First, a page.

W&C: You also had strong opinions on how to deal with that litigation?

M.L.: In the last two years, we’ve had 12 legal attacks. And I was one of those who said that we would fight; we’re not going to settle. There were some peacemakers in the association who wanted to make some settlements. I was one of the people in the leadership of the association saying, “No. We haven’t done anything wrong. We make a great product and we’re going to defend ourselves.”

And that cost us an awful lot of money to win those. But that was one of those, if you don’t win it you’re out of business. And there are some people in this industry who are really unhappy with the amount of money we spent in legal fees, and I’m one of them.

I think that one of my contributions was the fact that I believed in the industry and I was willing to fight for it, and willing to pay whatever price it took to fight that fight.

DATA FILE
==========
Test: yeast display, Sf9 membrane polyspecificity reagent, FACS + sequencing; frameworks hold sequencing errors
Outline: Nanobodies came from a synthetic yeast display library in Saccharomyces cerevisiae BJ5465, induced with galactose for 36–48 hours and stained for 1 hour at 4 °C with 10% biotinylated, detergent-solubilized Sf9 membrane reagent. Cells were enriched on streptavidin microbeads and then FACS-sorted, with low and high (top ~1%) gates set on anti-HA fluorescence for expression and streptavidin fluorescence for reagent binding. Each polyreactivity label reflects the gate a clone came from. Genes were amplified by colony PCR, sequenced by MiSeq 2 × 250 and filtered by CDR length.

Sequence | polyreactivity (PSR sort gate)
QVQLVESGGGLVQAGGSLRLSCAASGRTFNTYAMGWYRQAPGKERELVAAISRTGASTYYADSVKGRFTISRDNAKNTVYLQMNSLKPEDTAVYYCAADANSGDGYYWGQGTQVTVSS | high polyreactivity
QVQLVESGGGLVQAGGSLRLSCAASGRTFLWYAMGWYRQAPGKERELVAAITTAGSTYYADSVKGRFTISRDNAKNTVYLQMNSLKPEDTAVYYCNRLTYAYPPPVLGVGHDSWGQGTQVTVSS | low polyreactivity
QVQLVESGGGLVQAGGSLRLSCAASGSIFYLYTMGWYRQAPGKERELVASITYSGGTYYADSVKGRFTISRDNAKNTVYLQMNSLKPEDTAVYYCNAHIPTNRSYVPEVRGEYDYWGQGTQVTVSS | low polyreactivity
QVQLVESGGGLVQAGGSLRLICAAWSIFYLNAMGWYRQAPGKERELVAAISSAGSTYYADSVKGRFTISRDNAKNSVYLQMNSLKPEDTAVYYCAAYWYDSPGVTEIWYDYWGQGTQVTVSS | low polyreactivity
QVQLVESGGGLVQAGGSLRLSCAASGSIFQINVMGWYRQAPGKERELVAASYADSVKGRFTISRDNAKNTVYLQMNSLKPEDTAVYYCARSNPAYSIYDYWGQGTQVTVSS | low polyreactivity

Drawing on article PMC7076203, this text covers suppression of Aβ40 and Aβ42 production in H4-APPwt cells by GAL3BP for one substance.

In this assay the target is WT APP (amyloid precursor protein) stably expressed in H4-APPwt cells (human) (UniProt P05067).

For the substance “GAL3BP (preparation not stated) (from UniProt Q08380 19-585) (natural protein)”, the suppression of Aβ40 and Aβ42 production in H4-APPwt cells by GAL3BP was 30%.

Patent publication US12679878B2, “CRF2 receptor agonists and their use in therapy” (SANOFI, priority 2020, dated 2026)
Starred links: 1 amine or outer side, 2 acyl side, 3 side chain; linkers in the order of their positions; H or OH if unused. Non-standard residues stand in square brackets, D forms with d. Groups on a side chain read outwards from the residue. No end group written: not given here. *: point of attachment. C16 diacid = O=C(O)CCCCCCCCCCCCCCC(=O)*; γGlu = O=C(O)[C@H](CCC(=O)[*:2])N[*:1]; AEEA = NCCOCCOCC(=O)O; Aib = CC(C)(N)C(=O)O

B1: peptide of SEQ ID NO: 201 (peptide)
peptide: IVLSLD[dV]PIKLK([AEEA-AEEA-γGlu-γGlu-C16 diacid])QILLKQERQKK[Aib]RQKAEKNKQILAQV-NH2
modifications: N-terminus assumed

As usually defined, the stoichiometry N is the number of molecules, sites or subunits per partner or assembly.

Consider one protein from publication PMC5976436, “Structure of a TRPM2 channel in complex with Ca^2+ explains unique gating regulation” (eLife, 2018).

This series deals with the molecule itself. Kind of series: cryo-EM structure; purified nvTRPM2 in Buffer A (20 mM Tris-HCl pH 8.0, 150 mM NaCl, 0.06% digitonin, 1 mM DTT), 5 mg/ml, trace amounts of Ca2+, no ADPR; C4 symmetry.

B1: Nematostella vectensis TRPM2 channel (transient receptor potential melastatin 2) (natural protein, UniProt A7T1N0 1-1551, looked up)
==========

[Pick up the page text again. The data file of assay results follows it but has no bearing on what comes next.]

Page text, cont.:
W&C: Moving forward, how does EIMA get away from having to defend the industry and moving to a more proactive stance?

M.L.: There are two camps in our association. One camp would like to be described as, “We’re going to take the high road. We’re going to talk only about the benefits of our product.” The other group is, “We’re in competition with these people, and they are making derogatory comments and spreading misinformation about our industry, and we ought to take that head on and we ought to compete directly with some of these adversary groups.”

I’m in the category that this is competition, and we need to compete with those people that have been disparaging and misrepresenting our industry.